One of the things I’ve always liked about the field of entomology is there is always something new. Maybe it’s new species, new information, new products or even new procedures. So for the new year, what’s new in the world of pests?
Over the years, plenty of new pests have made it to the U.S. We can go all the way back to early days when roof rats came over on explorers’ ships. Jumping forward a few hundred years, Argentine ants showed up. This was followed by red imported fire ants and Formosan subterranean termites.
A number of factors make these new arrivals so invasive. First, there are no natural enemies (they left all those at home). So the natural balance of predator and prey, or of host and parasite, is completely out of equilibrium. Next is the food sources. While in their native home they may have to compete with others for food or have limited food sources. Here they may have food in abundance with fewer species to compete with or species they easily can outcompete. Lastly, we often don’t have the information to manage these pests. In their home range, many of these may not even be considered pests, so there’s not much research on managing them, biologically or chemically. Considering how fast some species can reproduce, we are at a huge disadvantage!
OTHER RECENT INTRODUCTIONS. Brown marmorated stink bugs were first identified in Pennsylvania in 1998 (though likely introduced earlier) and are native to eastern Asia. They feed mostly on fruit and vegetable crops. Since the original introduction, they have been found in 44 states and are considered an agricultural pest (causing economic damage to the food supply) in 21 states. Aside from the damage to plants, fruits and vegetables, this is also a “nuisance” urban pest. In the fall they gather in huge numbers on sunny sides of buildings and will find entry points to overwinter inside. As PMPs know, the customers calling you for help consider them more than a mere nuisance!
While most new species seem to enter the country on the East Coast, the Turkestan cockroach was first brought in to the West, in California, likely in 1978. These pests are native to northern Africa and central Asia. Since then, they have not only expanded their range to most of the Southwest and all the way east to Georgia, research from 2013 showed that they also have been out-competing the Oriental cockroach (ironically, another introduced species). The Turkestan cockroach is primarily outdoor dwelling, like the Oriental cockroach. However, it develops faster and has more eggs per ootheca than the Oriental cockroach. Like many of our invasive species, the Turkestan cockroach is not listed on any pesticide labels, making exclusion and sanitation especially important.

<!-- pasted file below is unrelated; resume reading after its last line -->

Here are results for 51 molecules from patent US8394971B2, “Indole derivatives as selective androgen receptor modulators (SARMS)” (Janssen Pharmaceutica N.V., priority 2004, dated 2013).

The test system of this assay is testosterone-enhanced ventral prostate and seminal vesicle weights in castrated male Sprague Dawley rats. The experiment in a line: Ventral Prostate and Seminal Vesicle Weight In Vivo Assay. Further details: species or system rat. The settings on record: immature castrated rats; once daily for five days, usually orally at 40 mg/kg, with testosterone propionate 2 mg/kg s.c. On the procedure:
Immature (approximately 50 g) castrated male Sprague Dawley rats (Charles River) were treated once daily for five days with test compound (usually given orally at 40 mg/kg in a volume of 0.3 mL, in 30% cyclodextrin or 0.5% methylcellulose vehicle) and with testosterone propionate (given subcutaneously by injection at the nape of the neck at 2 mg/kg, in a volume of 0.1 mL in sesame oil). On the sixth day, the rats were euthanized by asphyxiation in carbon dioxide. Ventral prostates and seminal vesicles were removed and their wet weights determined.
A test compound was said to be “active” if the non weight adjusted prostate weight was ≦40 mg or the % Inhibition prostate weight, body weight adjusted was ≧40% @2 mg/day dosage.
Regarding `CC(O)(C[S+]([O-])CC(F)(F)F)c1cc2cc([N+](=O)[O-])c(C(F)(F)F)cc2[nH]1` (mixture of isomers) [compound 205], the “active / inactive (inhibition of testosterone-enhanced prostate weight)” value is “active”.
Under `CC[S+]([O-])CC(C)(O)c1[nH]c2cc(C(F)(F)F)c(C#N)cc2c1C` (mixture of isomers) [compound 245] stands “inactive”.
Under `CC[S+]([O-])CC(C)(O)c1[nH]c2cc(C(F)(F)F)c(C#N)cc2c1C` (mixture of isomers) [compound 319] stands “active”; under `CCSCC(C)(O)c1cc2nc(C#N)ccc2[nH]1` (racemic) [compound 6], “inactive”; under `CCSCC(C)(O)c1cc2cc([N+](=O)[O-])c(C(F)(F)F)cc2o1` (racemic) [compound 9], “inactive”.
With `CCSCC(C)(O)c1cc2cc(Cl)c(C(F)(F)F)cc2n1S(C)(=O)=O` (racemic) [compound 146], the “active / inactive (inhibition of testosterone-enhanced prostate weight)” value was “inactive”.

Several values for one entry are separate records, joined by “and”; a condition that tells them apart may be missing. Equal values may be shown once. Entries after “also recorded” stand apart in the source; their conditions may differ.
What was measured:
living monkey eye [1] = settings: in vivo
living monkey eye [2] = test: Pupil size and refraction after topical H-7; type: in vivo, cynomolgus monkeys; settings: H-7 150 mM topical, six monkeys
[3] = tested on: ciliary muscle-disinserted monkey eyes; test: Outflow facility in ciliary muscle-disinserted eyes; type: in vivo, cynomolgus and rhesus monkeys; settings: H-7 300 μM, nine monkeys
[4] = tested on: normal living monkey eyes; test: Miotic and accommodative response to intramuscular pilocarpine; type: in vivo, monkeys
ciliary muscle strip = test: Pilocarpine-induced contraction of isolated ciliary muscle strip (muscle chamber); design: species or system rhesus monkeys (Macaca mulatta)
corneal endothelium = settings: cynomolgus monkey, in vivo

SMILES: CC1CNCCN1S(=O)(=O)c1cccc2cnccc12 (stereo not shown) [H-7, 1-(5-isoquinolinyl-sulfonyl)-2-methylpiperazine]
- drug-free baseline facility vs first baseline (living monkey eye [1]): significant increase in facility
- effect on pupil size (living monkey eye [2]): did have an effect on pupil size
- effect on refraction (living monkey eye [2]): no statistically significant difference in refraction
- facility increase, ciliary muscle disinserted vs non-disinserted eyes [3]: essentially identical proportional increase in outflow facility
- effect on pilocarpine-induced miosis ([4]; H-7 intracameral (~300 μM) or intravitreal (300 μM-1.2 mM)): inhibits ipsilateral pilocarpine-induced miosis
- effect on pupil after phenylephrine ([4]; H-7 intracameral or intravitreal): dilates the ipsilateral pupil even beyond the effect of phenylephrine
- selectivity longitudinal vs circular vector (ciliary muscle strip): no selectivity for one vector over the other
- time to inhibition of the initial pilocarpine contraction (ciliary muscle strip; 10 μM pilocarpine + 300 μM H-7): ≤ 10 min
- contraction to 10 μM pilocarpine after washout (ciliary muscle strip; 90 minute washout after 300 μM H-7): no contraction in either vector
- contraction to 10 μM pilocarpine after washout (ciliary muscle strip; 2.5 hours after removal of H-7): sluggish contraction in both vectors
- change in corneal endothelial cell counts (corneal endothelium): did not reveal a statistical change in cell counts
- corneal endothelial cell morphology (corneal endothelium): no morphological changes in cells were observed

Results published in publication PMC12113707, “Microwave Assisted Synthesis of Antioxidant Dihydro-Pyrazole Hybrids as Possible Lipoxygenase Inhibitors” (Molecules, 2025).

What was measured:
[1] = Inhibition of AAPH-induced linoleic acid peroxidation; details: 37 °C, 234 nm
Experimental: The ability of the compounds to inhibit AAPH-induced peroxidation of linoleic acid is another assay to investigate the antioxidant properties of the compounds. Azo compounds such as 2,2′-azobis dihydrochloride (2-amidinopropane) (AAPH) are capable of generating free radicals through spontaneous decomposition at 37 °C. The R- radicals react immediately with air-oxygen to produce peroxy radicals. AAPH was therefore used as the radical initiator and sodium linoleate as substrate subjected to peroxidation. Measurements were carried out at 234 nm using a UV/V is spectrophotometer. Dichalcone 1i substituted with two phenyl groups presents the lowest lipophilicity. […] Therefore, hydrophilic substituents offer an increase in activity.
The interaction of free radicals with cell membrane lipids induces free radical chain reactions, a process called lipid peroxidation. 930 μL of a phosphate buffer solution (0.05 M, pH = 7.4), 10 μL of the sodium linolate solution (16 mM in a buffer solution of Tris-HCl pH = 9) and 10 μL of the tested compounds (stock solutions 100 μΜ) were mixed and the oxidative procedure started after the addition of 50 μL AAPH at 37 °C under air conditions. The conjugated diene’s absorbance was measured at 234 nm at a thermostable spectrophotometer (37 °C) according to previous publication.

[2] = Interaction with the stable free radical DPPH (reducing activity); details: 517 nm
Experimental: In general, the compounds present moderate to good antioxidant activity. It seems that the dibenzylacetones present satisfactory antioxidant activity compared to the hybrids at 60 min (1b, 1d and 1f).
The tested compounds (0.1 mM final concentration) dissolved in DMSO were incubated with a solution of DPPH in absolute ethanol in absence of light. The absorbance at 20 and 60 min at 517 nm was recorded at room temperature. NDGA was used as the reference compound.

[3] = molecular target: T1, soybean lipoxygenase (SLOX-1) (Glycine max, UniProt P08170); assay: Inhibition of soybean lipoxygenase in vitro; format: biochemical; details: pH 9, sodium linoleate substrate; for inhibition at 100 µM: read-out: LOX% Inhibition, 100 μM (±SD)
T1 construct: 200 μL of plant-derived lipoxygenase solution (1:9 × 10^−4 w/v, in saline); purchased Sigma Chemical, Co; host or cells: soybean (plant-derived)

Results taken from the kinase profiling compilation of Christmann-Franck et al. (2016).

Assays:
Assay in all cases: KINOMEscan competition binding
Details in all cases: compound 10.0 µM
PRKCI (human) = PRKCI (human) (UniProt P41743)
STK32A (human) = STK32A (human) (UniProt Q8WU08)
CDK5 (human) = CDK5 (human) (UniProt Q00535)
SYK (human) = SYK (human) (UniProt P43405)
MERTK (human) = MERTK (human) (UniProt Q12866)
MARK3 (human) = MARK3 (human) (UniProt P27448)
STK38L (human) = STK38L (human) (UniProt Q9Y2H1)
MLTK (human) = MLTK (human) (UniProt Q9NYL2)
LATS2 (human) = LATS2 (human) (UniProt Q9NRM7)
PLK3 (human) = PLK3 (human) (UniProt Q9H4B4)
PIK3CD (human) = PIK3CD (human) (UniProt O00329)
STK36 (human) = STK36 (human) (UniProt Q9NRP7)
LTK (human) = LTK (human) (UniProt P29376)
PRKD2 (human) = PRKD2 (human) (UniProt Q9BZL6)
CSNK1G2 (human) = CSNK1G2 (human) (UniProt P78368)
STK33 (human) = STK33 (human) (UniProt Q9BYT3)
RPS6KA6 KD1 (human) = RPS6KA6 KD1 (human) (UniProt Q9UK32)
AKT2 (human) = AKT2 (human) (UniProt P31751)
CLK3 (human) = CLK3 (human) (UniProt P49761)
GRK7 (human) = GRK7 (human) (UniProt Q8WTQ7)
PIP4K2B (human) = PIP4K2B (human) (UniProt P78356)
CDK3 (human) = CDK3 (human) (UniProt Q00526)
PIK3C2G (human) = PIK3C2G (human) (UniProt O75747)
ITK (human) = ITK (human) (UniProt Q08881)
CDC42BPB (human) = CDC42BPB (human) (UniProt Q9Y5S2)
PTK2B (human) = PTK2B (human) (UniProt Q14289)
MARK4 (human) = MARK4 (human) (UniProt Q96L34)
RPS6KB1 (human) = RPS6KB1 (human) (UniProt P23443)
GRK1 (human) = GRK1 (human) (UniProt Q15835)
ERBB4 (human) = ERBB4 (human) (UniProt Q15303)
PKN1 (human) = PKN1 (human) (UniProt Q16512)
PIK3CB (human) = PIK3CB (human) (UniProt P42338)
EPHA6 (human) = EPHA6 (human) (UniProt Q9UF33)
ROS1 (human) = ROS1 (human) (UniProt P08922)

This past year, a new invasive species appeared on the scene. The Asian longhorned tick was identified in 2017 in New Jersey. Looking back at old specimens, researchers now think this pest arrived as early as 2010 from eastern Asia and is now in 10 eastern states. This species is especially problematic because it has parthenogenic reproduction: females can produce viable offspring without mating (they can clone themselves!). A single female can produce up to 2,000 eggs in just a couple of weeks. Unlike many of our native ticks that can carry a number of human diseases, this tick has not been shown to vector any human pathogens in the U.S. yet. However, it’s still so new in this country; not much is known about how it may affect people, pets and livestock.
While all these species are currently present and established, one more “new” invasive species of note is the Khapra beetle. Native to India, it first appeared in California in 1946. Through much effort (and around $15 million), it was eradicated. This is an extremely damaging pest to stored foods, and one reason it is so hard to manage is because it survives without food for long periods of time. This invasive insect was intercepted more than 470 times at U.S. ports of entry between 1985 and 2004 by Customs and Border Protection agriculture specialists. This year it has been found at Atlanta, Baltimore, Dulles, Detroit and Houston airports as well as many ports on imported grains like rice and dried beans. Currently, no established populations exist in the U.S., but this could be a very serious new pest if it did.
So what’s going to be new this year? Hard to say. How and why a new pest becomes established is based on a number of factors including suitable habitat, food sources and sometimes just bad luck. With global travel and the worldwide movement of goods, new pests have ample opportunity to bug us into the new year.
The author is Rollins’ technical services manager.